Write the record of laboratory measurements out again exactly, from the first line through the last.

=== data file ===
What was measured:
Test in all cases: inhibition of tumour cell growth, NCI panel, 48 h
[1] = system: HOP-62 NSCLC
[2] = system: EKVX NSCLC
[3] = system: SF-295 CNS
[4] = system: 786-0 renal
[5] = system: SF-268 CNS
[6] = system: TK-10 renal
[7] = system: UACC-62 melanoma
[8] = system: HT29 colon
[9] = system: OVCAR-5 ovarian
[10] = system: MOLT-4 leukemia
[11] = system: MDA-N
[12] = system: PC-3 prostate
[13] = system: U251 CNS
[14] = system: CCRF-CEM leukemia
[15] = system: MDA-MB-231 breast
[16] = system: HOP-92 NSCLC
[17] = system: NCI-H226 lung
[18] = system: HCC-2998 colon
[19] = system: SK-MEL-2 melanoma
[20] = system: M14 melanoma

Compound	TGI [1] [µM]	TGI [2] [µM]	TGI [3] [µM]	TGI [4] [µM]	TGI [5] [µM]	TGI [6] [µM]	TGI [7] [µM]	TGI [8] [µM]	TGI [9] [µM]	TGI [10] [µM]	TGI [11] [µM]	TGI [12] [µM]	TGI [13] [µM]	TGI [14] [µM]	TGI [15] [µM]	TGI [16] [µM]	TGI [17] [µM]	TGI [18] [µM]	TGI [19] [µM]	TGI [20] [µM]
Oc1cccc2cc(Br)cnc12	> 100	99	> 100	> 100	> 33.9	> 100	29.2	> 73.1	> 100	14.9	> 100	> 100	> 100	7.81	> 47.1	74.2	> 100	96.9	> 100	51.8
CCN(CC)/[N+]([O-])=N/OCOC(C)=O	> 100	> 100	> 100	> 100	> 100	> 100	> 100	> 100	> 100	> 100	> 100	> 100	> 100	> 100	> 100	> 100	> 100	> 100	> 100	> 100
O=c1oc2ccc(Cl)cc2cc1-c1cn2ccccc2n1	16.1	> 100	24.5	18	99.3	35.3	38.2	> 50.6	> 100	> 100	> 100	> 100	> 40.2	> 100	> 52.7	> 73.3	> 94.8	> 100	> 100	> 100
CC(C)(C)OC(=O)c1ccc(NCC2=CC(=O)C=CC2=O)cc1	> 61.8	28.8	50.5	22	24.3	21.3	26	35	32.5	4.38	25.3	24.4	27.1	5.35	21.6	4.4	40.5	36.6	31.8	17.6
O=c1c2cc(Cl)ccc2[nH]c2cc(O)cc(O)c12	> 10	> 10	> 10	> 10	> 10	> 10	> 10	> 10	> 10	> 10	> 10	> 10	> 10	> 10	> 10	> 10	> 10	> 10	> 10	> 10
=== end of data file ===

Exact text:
What was measured:
Test in all cases: inhibition of tumour cell growth, NCI panel, 48 h
[1] = system: HOP-62 NSCLC
[2] = system: EKVX NSCLC
[3] = system: SF-295 CNS
[4] = system: 786-0 renal
[5] = system: SF-268 CNS
[6] = system: TK-10 renal
[7] = system: UACC-62 melanoma
[8] = system: HT29 colon
[9] = system: OVCAR-5 ovarian
[10] = system: MOLT-4 leukemia
[11] = system: MDA-N
[12] = system: PC-3 prostate
[13] = system: U251 CNS
[14] = system: CCRF-CEM leukemia
[15] = system: MDA-MB-231 breast
[16] = system: HOP-92 NSCLC
[17] = system: NCI-H226 lung
[18] = system: HCC-2998 colon
[19] = system: SK-MEL-2 melanoma
[20] = system: M14 melanoma

Compound	TGI [1] [µM]	TGI [2] [µM]	TGI [3] [µM]	TGI [4] [µM]	TGI [5] [µM]	TGI [6] [µM]	TGI [7] [µM]	TGI [8] [µM]	TGI [9] [µM]	TGI [10] [µM]	TGI [11] [µM]	TGI [12] [µM]	TGI [13] [µM]	TGI [14] [µM]	TGI [15] [µM]	TGI [16] [µM]	TGI [17] [µM]	TGI [18] [µM]	TGI [19] [µM]	TGI [20] [µM]
Oc1cccc2cc(Br)cnc12	> 100	99	> 100	> 100	> 33.9	> 100	29.2	> 73.1	> 100	14.9	> 100	> 100	> 100	7.81	> 47.1	74.2	> 100	96.9	> 100	51.8
CCN(CC)/[N+]([O-])=N/OCOC(C)=O	> 100	> 100	> 100	> 100	> 100	> 100	> 100	> 100	> 100	> 100	> 100	> 100	> 100	> 100	> 100	> 100	> 100	> 100	> 100	> 100
O=c1oc2ccc(Cl)cc2cc1-c1cn2ccccc2n1	16.1	> 100	24.5	18	99.3	35.3	38.2	> 50.6	> 100	> 100	> 100	> 100	> 40.2	> 100	> 52.7	> 73.3	> 94.8	> 100	> 100	> 100
CC(C)(C)OC(=O)c1ccc(NCC2=CC(=O)C=CC2=O)cc1	> 61.8	28.8	50.5	22	24.3	21.3	26	35	32.5	4.38	25.3	24.4	27.1	5.35	21.6	4.4	40.5	36.6	31.8	17.6
O=c1c2cc(Cl)ccc2[nH]c2cc(O)cc(O)c12	> 10	> 10	> 10	> 10	> 10	> 10	> 10	> 10	> 10	> 10	> 10	> 10	> 10	> 10	> 10	> 10	> 10	> 10	> 10	> 10